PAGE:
The British Pound in Decline

The British Pound in Decline by Bill Haynes – Lew Rockwell

The decline of a nation’s money often parallels the decline of the nation.  Rome’s money stands as the classic example; Great Britain’s pound is the contemporary example.

In Rome’s final days, its coins were debased, minted with reduced amounts of gold and silver.  Consequently, the people astutely took note of which coins contained the greater amounts of gold or silver, but the Senate took typical government action.  It made it illegal for a merchant to ask a buyer with which coins he was going to pay.

Fast forward to today.

This year, for the first time, prize money for the British Open golf tournament was not paid in British pounds but in US dollars.  The total purse was $10.25 million, with $1.845 going to the winner, Jordan Spieth.

The Royal and Ancient Golf Club of St. Andrews, which runs the 157-year old tournament, reasoned that because the Open is an international event (156 golfers from 28 countries this year), it was appropriate to pay in the world’s most recognized currency.

Still, it must have been ego-deflating for the Brits to see their pound, which was once the world’s esteemed money, be shoved aside for the currency of a country that started as a British colony.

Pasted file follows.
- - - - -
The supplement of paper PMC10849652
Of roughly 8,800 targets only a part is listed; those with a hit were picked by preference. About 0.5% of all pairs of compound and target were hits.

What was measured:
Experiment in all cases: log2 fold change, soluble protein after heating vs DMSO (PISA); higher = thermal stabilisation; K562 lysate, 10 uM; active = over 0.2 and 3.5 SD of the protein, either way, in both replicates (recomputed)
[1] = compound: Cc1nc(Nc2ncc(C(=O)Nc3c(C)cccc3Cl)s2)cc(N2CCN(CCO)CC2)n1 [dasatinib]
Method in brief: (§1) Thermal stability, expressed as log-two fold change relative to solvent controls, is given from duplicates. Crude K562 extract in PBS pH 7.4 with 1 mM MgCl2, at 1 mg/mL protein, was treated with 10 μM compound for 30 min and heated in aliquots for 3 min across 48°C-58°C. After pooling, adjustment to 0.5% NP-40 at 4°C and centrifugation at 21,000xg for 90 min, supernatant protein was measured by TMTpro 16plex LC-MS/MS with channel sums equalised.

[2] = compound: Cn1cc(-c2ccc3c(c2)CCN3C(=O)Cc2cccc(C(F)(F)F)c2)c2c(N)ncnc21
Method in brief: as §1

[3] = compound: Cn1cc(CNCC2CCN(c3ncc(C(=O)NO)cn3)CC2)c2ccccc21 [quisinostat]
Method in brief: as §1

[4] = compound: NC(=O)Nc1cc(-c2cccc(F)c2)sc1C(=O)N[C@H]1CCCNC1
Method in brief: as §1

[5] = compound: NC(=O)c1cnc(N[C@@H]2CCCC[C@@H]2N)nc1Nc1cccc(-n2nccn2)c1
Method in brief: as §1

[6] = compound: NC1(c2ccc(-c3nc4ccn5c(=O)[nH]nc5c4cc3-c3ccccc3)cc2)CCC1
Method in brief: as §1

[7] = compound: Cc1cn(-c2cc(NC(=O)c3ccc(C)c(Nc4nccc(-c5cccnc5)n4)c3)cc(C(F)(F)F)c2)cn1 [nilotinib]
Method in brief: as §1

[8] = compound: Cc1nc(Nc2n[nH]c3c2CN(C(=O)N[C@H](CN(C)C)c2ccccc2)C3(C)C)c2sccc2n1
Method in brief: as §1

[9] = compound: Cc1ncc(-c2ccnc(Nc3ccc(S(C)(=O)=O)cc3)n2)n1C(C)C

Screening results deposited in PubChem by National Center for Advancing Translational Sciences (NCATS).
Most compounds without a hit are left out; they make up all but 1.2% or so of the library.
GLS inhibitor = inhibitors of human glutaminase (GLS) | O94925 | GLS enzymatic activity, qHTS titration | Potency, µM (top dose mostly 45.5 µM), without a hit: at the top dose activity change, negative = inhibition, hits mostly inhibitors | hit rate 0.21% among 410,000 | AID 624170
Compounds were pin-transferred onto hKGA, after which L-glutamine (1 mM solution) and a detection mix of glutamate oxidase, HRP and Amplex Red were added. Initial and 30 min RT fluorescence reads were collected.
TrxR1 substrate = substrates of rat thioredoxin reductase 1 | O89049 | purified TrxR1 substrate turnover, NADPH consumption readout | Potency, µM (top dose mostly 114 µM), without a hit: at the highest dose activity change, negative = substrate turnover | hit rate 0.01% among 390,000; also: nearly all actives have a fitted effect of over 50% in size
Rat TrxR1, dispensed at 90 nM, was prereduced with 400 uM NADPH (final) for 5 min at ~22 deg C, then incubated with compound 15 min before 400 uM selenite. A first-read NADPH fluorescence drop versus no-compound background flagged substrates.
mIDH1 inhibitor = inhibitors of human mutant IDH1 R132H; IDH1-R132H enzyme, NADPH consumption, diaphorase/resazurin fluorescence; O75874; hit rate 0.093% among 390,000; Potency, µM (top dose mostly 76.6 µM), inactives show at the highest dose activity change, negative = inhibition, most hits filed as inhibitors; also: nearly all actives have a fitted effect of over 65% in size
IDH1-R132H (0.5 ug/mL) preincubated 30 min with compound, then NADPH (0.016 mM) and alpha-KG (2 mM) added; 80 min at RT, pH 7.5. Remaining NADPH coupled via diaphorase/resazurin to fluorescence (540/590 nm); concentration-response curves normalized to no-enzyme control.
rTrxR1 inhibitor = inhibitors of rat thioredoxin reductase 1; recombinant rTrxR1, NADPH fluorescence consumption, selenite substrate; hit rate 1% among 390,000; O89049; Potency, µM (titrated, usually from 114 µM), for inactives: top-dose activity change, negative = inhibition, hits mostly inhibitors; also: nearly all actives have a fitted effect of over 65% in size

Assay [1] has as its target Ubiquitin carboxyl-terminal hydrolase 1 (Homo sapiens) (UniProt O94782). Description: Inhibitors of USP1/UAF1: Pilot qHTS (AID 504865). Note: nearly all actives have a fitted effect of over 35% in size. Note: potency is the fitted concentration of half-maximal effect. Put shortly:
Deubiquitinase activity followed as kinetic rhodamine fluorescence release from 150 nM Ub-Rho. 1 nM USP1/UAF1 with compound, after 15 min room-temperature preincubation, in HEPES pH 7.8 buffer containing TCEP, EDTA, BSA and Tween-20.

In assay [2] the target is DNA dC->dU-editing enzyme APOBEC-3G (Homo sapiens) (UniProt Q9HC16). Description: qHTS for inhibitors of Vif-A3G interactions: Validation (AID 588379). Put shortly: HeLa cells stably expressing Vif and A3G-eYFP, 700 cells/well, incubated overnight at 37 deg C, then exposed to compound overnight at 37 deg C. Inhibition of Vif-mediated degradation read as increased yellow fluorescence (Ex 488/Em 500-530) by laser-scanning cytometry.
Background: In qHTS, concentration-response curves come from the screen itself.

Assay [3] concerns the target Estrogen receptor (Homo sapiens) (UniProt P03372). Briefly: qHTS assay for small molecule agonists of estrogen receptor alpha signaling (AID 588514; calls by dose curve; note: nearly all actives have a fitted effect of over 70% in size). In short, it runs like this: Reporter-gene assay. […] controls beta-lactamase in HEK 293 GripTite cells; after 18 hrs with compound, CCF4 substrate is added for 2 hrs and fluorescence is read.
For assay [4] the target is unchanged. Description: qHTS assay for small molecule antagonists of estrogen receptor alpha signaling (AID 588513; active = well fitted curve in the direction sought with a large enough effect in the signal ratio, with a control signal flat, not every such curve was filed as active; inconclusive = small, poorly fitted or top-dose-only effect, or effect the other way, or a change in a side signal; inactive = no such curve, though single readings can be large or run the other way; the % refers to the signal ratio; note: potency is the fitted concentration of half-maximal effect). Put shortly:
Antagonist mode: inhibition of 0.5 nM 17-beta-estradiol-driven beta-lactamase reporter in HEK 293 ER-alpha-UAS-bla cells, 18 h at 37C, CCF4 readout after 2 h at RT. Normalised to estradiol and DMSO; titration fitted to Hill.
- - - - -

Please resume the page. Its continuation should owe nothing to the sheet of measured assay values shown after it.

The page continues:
At its height, the British Empire spanned the globe.  Indeed, the Brits were fond of saying that “The sun never sets on the British Empire.”  More accurately, “The sun never sets on the graves of the soldiers who invaded those foreign lands.”

The list of places that once were part of the British Empire is long and includes some of today’s important nations, such as India, Canada, Australia, Hong Kong, South Africa, Singapore and, of course, the United States.

The Brits were once mighty, but how they have fallen, and nothing shows just how far a nation has declined like the rejection of its currency.

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